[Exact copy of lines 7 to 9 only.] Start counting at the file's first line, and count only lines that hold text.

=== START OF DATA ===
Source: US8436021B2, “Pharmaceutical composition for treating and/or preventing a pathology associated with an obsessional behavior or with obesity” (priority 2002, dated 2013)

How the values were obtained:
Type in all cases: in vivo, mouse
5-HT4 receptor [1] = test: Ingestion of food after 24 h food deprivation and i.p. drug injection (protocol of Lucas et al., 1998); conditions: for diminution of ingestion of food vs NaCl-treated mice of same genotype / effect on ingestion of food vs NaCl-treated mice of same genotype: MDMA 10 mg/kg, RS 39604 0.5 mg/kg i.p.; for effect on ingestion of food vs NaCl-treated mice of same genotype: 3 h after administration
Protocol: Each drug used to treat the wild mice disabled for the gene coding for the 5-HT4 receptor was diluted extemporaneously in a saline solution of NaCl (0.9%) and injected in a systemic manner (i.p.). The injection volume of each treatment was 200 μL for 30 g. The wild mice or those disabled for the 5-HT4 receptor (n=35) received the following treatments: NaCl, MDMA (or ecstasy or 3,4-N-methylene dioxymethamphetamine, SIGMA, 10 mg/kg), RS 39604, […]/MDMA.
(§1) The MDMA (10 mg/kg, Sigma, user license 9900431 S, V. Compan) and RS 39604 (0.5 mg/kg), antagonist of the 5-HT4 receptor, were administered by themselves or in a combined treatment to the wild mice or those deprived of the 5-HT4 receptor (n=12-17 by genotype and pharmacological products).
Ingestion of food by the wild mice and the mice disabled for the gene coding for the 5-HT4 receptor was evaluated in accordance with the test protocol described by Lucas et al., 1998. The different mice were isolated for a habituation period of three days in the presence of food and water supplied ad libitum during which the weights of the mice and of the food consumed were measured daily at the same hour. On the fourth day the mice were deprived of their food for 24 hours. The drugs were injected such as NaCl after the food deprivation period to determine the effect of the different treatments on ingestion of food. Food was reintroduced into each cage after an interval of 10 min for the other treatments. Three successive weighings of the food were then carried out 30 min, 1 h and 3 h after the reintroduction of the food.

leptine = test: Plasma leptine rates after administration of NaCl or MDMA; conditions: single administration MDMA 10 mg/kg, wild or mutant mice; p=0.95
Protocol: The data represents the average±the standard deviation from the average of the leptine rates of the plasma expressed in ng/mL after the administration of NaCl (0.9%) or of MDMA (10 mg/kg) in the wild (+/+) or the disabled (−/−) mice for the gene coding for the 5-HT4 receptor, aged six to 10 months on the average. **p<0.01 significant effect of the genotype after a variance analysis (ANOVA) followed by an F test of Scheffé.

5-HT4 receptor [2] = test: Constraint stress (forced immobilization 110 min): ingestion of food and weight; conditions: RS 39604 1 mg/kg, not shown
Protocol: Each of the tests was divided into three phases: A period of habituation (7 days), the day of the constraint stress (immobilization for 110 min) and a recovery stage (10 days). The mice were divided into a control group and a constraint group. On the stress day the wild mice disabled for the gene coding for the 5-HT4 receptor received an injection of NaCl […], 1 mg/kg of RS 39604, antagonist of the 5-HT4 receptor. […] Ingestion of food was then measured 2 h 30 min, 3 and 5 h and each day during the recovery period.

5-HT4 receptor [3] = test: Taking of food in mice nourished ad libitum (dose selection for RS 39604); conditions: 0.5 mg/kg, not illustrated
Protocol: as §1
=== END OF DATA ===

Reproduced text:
Ingestion of food by the wild mice and the mice disabled for the gene coding for the 5-HT4 receptor was evaluated in accordance with the test protocol described by Lucas et al., 1998. The different mice were isolated for a habituation period of three days in the presence of food and water supplied ad libitum during which the weights of the mice and of the food consumed were measured daily at the same hour. On the fourth day the mice were deprived of their food for 24 hours. The drugs were injected such as NaCl after the food deprivation period to determine the effect of the different treatments on ingestion of food. Food was reintroduced into each cage after an interval of 10 min for the other treatments. Three successive weighings of the food were then carried out 30 min, 1 h and 3 h after the reintroduction of the food.

leptine = test: Plasma leptine rates after administration of NaCl or MDMA; conditions: single administration MDMA 10 mg/kg, wild or mutant mice; p=0.95
Protocol: The data represents the average±the standard deviation from the average of the leptine rates of the plasma expressed in ng/mL after the administration of NaCl (0.9%) or of MDMA (10 mg/kg) in the wild (+/+) or the disabled (−/−) mice for the gene coding for the 5-HT4 receptor, aged six to 10 months on the average. **p<0.01 significant effect of the genotype after a variance analysis (ANOVA) followed by an F test of Scheffé.